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When Dad Hurts Mom: Helping Your Children Heal the Wounds of Witnessing Abuse Paperback – March 1, 2005
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From Publishers Weekly
Nearly three-quarters of women who are chronically mistreated by their partners have children. In this sensitive, respectful book, counselor, speaker, trainer and activist Bancroft (Why Does He Do That?: Inside the Minds of Angry and Controlling Men) gives those women ways to help their children heal from the pain of seeing such abuse. Using anecdotes, Q&As, bulleted "points to remember" and a caring but firm tone, Bancroft tells abused mothers exactly what actions they should take to help their children. Dont blame children (or yourself), he says, and let children know its good to talk about the verbal or physical abuse theyve been exposed to. Bancroft coaches moms to tell their children abuse is wrong, but warns them not to criticize the abuser as a person if he is a father-figure to the children. Bancrofts important book addresses peripheral issues, too, such as the effects of separation and divorce, and dealing with child protective services and the family court system.
Copyright © Reed Business Information, a division of Reed Elsevier Inc. All rights reserved. --This text refers to an out of print or unavailable edition of this title.
Bancroft draws on 16 years of counseling men who abuse women and as a custody evaluator and child-abuse investigator to offer sound advice to women who are abused by their partners and are concerned about the impact on their children. Without judging women in abusive situations, Bancroft emphasizes that they are in the best position to help their children heal after witnessing abuse. She begins by describing how children view abuse from verbal put-downs of their mother to physical abuse and how their conflict and confusion manifest in a range of symptoms from sleeping and eating disorders to underperformance in school. She ends each chapter with action guidelines for women called "What Can I Do?" Bancroft analyzes the pros and cons of deciding whether to stay with or leave an abusive partner and offers coping strategies that include teaching children to be open about their feelings and devising a "safety plan" of escape if necessary. She also offers advice on choosing therapists and support groups, and practical skills for rebuilding the family. Vanessa Bush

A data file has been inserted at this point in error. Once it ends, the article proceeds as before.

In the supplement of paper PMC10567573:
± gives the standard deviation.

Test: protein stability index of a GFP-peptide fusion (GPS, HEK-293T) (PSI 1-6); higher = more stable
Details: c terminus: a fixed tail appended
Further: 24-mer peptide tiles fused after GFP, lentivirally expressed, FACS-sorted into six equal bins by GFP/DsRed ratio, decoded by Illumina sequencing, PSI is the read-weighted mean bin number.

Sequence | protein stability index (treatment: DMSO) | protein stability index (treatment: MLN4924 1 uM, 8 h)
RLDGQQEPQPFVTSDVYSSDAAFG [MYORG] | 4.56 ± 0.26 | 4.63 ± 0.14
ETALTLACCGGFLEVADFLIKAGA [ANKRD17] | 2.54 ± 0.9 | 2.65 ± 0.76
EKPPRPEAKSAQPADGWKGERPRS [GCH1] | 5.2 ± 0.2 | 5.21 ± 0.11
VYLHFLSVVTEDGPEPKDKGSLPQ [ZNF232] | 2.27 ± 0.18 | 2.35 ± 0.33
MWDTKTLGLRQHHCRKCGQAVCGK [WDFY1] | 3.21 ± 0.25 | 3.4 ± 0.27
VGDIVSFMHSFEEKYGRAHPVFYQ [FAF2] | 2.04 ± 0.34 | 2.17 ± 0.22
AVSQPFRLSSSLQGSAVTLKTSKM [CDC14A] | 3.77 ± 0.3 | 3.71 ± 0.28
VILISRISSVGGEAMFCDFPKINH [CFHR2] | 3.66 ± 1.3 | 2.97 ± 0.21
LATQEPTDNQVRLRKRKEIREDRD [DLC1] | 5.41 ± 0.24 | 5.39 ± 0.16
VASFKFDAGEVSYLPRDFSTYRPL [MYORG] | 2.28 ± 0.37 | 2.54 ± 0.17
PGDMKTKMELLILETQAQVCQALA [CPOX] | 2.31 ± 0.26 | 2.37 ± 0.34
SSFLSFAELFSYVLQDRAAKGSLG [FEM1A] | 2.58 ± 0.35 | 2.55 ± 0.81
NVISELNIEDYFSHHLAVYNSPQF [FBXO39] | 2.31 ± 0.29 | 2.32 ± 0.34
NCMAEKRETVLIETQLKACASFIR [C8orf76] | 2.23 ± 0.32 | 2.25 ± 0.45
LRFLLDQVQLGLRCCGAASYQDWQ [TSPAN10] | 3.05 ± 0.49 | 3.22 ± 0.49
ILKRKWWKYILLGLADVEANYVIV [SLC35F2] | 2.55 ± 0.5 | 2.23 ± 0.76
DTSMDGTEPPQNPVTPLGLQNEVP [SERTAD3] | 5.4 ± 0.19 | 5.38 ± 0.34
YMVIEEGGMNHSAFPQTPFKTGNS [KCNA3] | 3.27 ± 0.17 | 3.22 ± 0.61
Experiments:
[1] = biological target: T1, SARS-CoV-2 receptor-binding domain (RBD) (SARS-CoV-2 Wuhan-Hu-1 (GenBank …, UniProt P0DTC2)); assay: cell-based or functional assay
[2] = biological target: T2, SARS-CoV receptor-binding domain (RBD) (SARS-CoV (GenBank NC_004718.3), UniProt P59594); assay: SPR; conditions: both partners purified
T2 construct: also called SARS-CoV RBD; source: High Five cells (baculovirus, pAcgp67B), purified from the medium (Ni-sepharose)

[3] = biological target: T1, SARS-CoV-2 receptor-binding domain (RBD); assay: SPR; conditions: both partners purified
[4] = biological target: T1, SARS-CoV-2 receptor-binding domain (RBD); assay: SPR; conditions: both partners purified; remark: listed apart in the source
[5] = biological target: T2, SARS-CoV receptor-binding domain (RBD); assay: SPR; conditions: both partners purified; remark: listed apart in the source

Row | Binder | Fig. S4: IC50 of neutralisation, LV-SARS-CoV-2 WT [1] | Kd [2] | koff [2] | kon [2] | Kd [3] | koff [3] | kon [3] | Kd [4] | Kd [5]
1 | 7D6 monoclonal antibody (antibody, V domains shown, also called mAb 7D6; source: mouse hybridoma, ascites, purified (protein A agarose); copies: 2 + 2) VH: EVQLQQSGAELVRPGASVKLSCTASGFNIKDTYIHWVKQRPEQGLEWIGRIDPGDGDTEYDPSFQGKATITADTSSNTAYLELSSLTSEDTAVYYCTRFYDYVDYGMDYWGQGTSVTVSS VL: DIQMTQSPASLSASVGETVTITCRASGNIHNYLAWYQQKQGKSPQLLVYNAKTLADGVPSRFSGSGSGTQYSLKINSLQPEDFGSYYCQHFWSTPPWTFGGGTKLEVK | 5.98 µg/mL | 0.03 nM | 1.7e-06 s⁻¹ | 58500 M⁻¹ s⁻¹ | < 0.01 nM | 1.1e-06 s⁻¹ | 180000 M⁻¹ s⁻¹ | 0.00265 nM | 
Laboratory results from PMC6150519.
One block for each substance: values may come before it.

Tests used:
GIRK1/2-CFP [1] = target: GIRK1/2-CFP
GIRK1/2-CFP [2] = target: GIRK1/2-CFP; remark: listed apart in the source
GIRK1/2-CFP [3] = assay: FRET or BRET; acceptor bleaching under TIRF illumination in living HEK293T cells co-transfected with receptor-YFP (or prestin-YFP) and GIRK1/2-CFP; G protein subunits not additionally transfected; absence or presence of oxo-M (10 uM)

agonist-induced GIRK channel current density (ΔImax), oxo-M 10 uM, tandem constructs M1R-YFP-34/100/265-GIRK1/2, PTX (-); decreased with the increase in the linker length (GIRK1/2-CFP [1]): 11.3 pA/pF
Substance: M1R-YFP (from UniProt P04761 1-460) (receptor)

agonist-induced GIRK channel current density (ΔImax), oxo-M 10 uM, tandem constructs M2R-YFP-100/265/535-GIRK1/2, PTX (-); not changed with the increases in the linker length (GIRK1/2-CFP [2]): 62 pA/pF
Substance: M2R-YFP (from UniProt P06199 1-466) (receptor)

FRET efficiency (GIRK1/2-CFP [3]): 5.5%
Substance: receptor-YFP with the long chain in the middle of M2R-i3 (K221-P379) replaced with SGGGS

Copyright © American Library Association. All rights reserved --This text refers to an out of print or unavailable edition of this title.
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I was reading this book recently and my 8yo son glanced at a couple of paragraphs over my shoulder and said, "This is about my dad, isn't it?" The style is direct enough for him to recognize what it was for, and it turned out to be incredibly helpful for both of us to recover from years of verbal abuse and manipulation. I heartily recommend reading this book as a companion volume to Why Does He Do That, also by Lundy Bancroft. They make for extremely illuminating and cathartic reading, and serve as wonderful and necessary reminders that the victims are just that -- the abusers make the conscious choices that shape the relationship in a negative way.